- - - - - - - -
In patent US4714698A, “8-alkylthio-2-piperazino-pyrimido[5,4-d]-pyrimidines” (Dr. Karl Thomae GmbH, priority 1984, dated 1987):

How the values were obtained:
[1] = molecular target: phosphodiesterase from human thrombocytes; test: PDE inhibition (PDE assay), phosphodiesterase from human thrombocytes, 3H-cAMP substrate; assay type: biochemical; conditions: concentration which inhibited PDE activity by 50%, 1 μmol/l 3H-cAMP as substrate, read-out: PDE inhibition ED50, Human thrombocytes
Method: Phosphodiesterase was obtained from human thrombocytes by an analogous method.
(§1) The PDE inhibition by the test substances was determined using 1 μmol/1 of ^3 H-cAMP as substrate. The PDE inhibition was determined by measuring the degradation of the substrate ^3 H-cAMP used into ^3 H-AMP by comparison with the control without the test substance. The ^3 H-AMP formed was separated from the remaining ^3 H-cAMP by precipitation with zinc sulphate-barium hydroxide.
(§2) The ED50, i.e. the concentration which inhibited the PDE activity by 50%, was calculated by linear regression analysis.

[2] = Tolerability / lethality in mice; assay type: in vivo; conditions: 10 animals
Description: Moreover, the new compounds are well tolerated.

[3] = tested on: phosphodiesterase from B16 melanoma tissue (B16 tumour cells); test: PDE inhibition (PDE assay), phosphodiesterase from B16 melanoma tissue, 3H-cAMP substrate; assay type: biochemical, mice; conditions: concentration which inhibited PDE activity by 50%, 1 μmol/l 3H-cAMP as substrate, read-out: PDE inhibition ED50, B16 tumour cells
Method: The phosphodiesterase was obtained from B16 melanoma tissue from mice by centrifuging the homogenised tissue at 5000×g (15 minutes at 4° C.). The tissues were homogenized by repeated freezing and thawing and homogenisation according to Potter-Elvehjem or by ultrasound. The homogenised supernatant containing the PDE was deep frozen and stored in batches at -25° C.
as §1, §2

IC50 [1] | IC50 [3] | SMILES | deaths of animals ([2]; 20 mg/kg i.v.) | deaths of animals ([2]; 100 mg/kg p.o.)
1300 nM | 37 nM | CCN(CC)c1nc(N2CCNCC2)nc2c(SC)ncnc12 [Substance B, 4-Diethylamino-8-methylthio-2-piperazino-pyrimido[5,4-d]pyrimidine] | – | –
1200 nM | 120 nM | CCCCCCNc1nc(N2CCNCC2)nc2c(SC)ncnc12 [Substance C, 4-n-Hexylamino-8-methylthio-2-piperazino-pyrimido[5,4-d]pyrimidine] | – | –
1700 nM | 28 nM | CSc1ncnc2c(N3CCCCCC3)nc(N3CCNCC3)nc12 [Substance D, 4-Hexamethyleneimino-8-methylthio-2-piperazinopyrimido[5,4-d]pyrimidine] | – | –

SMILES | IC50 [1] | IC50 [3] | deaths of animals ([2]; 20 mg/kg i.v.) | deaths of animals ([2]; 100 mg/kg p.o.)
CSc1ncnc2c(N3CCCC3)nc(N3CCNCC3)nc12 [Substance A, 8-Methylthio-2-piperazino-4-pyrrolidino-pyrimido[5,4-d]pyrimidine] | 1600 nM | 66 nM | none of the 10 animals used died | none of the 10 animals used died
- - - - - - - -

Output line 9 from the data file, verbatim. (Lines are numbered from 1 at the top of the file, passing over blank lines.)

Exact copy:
[3] = tested on: phosphodiesterase from B16 melanoma tissue (B16 tumour cells); test: PDE inhibition (PDE assay), phosphodiesterase from B16 melanoma tissue, 3H-cAMP substrate; assay type: biochemical, mice; conditions: concentration which inhibited PDE activity by 50%, 1 μmol/l 3H-cAMP as substrate, read-out: PDE inhibition ED50, B16 tumour cells